The crystal exhibits the dimer per asymmetric unit. To verify that this structure contains the true biological unit, we have provided an FPLC trace from a gel filtration result (Fig. S5), and we extend a comparison of hp53R2 to the E.coli x-ray crystal structure, both in the Supporting Information section. Similarly, use of the homologous structure dimers is described in the Supporting Information. The hp53R2 structure offers two snapshots of protein conformation trapped in mono- and di-iron occupancies for monomers A and B, respectively (Fig. 4A). N-terminal residues 37–42 from one monomer can swivel between two conformations and impose significant influences on helix D (Fig. 4F–G) and helix B of the opposite monomer (Fig. 4D–E). This change ultimately affects the orientation of D100, and thus the integrity of the binuclear iron environment (Fig. 4A). Specifically, D100 in monomer A is swung away from the active site, compared to monomer B (D100 sidechain in monomer B artificially modeled in image 2D; it is not actually in the density map. In the deposited structure, only the backbone density is modeled, as is displayed in all other panels of Figure 2). Note that though the sidechain for D100 in monomer B is missing, we do clearly see the backbone density. Because there is clear electron density of both backbone and sidechain density from D101 to D104 in monomer B, the difference in D100 main-chain position between monomers A and B would create a different environment in this region. We will refer to the N-terminal residues (residues 37–42) as the N-terminal swivel region throughout this manuscript.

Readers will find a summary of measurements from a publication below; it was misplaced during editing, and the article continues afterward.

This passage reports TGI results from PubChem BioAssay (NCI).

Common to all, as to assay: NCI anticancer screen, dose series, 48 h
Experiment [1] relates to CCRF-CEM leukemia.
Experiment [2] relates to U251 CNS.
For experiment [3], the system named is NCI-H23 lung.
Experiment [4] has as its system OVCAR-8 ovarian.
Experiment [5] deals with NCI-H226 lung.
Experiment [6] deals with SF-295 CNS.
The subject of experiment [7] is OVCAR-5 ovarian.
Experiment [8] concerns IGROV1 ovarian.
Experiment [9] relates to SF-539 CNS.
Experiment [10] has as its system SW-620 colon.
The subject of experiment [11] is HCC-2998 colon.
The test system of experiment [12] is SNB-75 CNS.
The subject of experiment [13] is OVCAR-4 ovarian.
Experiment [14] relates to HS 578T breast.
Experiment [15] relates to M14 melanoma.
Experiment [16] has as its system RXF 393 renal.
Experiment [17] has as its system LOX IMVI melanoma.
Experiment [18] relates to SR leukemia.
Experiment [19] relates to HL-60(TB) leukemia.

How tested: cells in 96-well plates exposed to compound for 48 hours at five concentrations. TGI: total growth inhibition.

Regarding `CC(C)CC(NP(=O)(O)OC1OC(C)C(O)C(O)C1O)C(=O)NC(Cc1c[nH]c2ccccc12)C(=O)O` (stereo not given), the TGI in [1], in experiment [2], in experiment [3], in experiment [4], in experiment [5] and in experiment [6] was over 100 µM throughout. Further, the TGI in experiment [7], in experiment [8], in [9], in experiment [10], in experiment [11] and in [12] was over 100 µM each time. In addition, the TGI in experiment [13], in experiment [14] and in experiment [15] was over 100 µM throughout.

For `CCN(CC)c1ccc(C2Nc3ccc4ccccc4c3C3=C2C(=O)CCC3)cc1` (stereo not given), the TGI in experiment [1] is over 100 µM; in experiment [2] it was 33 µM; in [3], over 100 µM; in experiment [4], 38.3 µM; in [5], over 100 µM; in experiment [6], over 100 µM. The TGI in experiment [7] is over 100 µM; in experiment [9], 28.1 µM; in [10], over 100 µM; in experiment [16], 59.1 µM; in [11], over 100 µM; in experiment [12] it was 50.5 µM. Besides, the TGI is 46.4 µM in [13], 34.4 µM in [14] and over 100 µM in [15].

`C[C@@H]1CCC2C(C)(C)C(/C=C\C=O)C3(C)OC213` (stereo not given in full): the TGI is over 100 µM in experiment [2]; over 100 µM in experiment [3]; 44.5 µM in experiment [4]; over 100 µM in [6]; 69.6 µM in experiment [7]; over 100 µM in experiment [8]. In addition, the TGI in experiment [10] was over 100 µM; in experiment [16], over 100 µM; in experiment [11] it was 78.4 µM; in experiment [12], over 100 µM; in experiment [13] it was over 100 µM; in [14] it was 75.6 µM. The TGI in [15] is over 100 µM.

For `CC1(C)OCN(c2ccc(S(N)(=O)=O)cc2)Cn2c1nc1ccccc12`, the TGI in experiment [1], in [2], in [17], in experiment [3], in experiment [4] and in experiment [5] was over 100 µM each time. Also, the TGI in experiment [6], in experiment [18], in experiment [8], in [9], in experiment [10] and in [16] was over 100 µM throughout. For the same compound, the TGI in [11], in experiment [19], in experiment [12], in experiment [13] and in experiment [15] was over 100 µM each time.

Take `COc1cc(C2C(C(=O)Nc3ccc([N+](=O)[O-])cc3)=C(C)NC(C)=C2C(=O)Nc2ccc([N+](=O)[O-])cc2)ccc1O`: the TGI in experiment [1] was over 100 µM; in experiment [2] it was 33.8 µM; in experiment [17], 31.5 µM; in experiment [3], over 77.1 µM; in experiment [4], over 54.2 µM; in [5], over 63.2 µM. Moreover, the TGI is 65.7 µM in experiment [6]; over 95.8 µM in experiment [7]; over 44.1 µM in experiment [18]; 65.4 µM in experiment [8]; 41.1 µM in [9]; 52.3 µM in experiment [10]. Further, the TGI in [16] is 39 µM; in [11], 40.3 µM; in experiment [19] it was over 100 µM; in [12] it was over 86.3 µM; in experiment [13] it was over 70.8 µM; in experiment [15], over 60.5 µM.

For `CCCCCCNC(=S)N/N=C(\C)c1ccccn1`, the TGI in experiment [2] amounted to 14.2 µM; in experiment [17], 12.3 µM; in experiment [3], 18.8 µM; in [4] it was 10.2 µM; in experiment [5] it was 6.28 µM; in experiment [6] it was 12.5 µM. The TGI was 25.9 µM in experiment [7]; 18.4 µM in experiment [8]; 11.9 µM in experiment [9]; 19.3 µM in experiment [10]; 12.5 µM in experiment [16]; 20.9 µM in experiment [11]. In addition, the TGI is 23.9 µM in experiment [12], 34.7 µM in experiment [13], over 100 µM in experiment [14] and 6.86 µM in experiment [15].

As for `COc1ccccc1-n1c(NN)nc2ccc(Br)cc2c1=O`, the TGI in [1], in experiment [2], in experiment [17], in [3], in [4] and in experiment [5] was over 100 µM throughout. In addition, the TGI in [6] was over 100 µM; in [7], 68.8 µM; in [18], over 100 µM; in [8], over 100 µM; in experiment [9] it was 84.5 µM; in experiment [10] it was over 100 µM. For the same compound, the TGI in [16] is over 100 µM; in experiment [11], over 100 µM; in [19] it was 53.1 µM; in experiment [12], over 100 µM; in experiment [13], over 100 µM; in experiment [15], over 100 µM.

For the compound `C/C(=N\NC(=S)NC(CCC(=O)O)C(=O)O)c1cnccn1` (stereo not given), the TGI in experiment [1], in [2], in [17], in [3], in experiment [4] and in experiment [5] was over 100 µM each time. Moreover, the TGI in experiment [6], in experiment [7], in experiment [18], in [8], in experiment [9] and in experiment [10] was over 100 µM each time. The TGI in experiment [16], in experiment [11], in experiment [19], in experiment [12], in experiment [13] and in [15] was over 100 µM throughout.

Figure 4Figure 4Figure 4
(A) Bird’s eye view of N-terminal swivel region and 2° structural regions it contacts within hp53R2 dimer, and also zoom views of monomers A and B. Major conformational differences highlighted with red arrows, and highlighted iron atoms. ...

Looking to the N-terminal swivel region in Fig. 4C, in hp53R2 monomer A, R41 is swung inward by about 90° from its position in monomer B (i.e. it interacts with the same monomer) and forms a salt bridge with the E119 side chain of monomer A. In this conformation, F42 is flipped inward, and R40 of monomer A is swung outward to H-bond with G101 in monomer B (4.05 Å from G101) (Fig. 4E). Furthermore, K37 in monomer A spans the dimer interface to form a salt bridge with E105 to stabilize helix B of monomer B. The interactions of the monomer A N-terminal swivel region stabilize the B-helix of monomer B, and allow D100 of monomer B to be oriented in the proper vicinity to bind iron (Fe1), thereby stabilizing the full binuclear iron environment. Conversely, in the N-terminal swivel region of monomer B, R40 flips inward and H-bonds with the E119 side chain, and F42 flips outward and interrupts Helix B, and D100 no longer interacts favorably with the iron center (Fig. 4D). Therefore, interactions of the N-terminal residues in monomer B with the B-helix in monomer A are correlated with the helix B disorder, which presumably prevents D100 of monomer A from binding the second Fe.